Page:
Saturday, January 14, 2012
Apple Unveils Its Suppliers in 2012 'Responsibility
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For the first time, Apple listed all 156 of its
suppliers and manufacturing partners as a part of its
"Supplier Responsibility 2012 Progress Report."
The report detailed Apple's efforts to monitor its
suppliers to make sure they're operating within legal
codes and its own policies regarding environmental
standards, occupational health and safety, and human
Apple's list of its suppliers for the iPhone, iPad and
other popular gadgets include Intel, Broadcom,
Amphenol and Sanyo Electric.
Apple has come under scrutiny in the past over
workplace problems with its suppliers, such as nearly
a dozen employees committing suicide at the Shenzhen,
China, plant of Foxconn in 2010.
Apple's audit program reaches all levels of our supply
chain, including final assembly and component
suppliers. At this year's report, Apple has added
more detailed and specialized audits to address safety
and environmental concerns.
Apple recently became the first technology company
accepted by the Fair Labor Association (FLA). The
company will also open its supply chain to the FLA?s
independent auditing team, who will measure its
suppliers' performance against the FLA's Workplace
Code of Conduct and the results will appear on their
The tech giant said that its Supplier Responsibility
team conducted a total of 229 audits in 2011, which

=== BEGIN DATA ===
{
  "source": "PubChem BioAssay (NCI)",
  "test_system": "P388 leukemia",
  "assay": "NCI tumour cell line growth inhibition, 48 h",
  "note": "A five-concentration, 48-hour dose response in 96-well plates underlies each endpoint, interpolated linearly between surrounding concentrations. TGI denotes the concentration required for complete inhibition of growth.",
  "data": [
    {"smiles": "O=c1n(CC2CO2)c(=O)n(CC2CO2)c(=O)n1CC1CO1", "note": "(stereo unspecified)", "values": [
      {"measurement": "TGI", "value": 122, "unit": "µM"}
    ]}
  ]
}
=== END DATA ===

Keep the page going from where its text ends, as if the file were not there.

was an 80% increase from 2010.
Apple also said that in 2011 it trained its 1
millionth supplier employee as a part of its "worker
empowerment program," which trains workers on Apple's
supplier standards as well as "their rights as
workers, occupational health and safety standards, and
The company also found that just 38% of suppliers it
audited were in compliance with its policy of
no-more-than a 60-hour work week.
According to the report, 108 audited facilities "did
not pay proper overtime wages as required by laws and
regulations," Apple said. "For example, they did not
provide sufficient overtime pay for holidays." In
response to that finding, Apple says it required
suppliers to repay workers the wages they were due and
to "change their current payment system to prevent
The company also said it increased the amount of money
its suppliers paid out to workers to compensate for
migrant laborers paying outrageously high fees to
recruiters, middle-men and other companies just to get
a job making parts found in Apple goods.
"We increased audits in Malaysia and Singapore,
countries known to be destinations for foreign
contract workers," Apple said. "As a result, suppliers
reimbursed $3.3 million in excess foreign contract
worker fees, bringing the total that has been repaid
to workers since 2008 to $6.7 million."
Apple also said in the report that it found no
incidents of underage workers at its suppliers last
year and that it stopped doing business with one
supplier over a repeated "core violation" though the
company didn't say who the supplier was or what the